Of course I still needed a way to put all of the blocks together. I could not just sew them block to block because of the purple already around each of my old ones, so they needed sashing. In a book, I found a "garden maze" sashing that I thought I could make work because it used a consistent color around each block (my purple), separated by a strip of another color. I searched my stash for the perfect print to go with everything and found it! A beautiful batik with aqua and blues and a little bit of purple. According to my calculations, I had plenty.

At right, one of my favorite blocks, before quilting.

Unfortunately my calculations were way, way off. I had about half of the fabric I needed. I really did not have any other fabric in my stash that I thought would look even halfway decent to go with the sashing strips I had already completed. Since I had already made a whole lot of sashing strips, using up most of this great batik fabric, and with little triangles sewn to each end, I did not want to start over if I could avoid it.

I looked at local stores. I looked online. Nothing. Finally with little hope of actually finding the fabric I needed, I put an ad on I announced the ad on the QuiltArt list. In less than two days I had a reply from Jerri Riggs who very generously provided the fabric I needed to complete the quilt. Thanks again, Jerri!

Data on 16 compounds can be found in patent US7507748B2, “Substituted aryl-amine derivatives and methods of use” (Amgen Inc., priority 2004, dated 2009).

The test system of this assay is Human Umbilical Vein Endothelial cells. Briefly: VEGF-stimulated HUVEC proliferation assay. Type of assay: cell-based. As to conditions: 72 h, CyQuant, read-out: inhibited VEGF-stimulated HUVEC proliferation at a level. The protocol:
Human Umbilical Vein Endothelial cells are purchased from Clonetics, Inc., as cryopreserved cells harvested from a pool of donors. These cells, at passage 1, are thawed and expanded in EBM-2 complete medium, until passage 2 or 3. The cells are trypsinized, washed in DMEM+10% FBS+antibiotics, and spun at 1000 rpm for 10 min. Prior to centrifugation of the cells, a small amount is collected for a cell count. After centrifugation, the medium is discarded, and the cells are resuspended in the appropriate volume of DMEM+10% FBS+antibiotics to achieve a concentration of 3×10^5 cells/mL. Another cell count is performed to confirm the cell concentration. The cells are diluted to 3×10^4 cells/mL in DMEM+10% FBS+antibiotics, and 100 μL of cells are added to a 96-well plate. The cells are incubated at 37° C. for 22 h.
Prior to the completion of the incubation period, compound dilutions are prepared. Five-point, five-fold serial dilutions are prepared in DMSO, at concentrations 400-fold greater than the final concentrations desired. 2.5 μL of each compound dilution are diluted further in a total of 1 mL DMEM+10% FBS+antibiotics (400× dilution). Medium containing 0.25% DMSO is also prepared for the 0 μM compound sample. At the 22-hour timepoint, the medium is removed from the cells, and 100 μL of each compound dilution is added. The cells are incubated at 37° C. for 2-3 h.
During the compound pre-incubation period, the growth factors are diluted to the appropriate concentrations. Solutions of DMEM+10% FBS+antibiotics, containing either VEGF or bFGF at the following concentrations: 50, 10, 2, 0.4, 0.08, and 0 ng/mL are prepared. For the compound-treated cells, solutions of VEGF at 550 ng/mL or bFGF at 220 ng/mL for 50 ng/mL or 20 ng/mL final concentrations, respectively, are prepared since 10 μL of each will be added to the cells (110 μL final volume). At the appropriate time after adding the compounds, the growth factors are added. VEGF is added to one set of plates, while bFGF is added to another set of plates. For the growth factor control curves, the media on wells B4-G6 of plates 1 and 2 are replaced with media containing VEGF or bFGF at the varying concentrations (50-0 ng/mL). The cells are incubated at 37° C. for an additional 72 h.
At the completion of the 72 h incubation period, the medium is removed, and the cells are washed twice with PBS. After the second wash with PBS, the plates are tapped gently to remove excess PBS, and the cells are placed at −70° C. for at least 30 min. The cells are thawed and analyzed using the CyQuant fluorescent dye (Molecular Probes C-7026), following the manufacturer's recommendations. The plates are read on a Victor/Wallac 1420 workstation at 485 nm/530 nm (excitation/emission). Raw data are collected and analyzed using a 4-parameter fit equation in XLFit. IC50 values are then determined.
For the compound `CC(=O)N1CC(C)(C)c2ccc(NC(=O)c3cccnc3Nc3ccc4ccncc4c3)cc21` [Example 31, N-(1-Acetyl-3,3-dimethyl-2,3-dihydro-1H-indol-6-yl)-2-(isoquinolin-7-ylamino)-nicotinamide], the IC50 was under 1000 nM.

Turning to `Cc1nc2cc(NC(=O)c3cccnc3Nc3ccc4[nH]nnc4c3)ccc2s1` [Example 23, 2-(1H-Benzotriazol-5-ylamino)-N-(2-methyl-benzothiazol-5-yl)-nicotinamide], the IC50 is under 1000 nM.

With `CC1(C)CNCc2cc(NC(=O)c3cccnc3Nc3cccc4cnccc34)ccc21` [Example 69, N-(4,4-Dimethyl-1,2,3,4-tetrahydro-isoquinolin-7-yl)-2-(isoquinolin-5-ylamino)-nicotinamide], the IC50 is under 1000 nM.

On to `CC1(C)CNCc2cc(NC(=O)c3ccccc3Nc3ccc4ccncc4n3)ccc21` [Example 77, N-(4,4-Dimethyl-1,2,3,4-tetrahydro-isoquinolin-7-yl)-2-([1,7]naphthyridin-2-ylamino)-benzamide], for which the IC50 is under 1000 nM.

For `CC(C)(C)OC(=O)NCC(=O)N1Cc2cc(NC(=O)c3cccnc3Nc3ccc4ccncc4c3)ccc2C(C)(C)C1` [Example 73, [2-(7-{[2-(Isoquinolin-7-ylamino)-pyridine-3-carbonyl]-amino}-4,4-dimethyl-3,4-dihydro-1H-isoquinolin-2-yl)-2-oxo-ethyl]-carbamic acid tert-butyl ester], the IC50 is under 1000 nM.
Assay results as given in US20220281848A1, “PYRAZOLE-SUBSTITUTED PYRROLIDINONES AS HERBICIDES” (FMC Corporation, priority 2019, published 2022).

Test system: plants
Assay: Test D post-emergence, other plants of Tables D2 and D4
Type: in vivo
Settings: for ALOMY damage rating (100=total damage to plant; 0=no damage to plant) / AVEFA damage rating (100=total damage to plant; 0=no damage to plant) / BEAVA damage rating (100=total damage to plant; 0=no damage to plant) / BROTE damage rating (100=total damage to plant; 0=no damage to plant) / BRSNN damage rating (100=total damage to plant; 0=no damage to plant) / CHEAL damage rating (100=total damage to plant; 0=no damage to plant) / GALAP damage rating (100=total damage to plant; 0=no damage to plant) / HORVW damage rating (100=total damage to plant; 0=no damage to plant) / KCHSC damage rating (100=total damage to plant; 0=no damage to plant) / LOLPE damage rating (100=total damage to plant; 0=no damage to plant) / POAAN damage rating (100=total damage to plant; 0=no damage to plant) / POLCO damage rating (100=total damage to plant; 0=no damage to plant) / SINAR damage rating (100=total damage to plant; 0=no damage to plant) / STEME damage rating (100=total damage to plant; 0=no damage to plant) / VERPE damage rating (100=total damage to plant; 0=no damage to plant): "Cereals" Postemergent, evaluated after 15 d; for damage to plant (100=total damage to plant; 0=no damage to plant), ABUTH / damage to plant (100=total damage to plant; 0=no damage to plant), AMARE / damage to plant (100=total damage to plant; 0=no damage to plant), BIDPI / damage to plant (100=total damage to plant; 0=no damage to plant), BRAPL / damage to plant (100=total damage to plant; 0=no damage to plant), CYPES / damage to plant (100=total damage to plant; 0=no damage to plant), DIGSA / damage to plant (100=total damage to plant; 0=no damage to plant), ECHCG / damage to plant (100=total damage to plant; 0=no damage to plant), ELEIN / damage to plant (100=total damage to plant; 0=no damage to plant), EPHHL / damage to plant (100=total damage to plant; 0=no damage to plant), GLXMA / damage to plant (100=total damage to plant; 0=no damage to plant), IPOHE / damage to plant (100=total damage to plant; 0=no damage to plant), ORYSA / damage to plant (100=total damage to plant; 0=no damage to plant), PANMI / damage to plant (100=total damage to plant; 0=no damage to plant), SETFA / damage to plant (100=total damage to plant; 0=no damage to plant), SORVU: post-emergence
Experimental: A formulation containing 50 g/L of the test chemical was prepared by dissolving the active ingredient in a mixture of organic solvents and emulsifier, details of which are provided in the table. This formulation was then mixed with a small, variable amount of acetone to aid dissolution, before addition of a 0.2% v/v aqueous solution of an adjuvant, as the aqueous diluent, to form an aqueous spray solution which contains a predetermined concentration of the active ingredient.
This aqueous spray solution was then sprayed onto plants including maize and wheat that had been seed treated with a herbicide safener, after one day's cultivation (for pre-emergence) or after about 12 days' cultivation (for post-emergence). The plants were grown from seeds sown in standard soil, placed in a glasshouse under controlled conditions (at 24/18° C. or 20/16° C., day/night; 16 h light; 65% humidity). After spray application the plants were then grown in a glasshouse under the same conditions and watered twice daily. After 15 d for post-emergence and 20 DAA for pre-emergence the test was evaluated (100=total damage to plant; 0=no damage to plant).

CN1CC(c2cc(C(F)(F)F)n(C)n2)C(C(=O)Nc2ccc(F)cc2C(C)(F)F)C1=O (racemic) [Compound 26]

One of the blocks, quilted, can be seen at left.

The backing was not scrappy, but it did come from my stash and had no other purpose in the foreseeable future. It had been intended as a backing for another quilt that I had sent to a long arm quilter. The backing as a few inches too small. Since I really do no make a lot of large quilts, I was glad to get a chance to use it.

Challenge quilts are always due to be hung at our guild show in early October. By the time I had completed the top and had it basted, it is early September. Even though I quilt by machine, I am not a fast quilter. The last big quilt I quilted took me about 12 years. Granted, it spent most of that time in the UFO pile with basting pins in it, but yep, about 12 years. Of course that was queen sized so I could reasonably expect to be done in a mere 6 years for this twin size.

At right, another block.

Anyway, I did get going and quilted the sashing first while searching for some designs to use in the blocks. I had my heart set on feathers to keep up the traditional theme. I wanted the feathers symmetrical rather than free form. Block by block I got it quilted. I used 5 different feather designs each repeated three times. The binding was finished the night before the quilt was due to be turned in for the show. It won't ever win any prizes but I think it is very pretty and it's done!!!! But I am going to be reluctant to use it on the bed because my cat likes it TOO much.

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This page was designed by Susan Brittingham
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Created on : 12/05/08
Last Updated : 01/26/11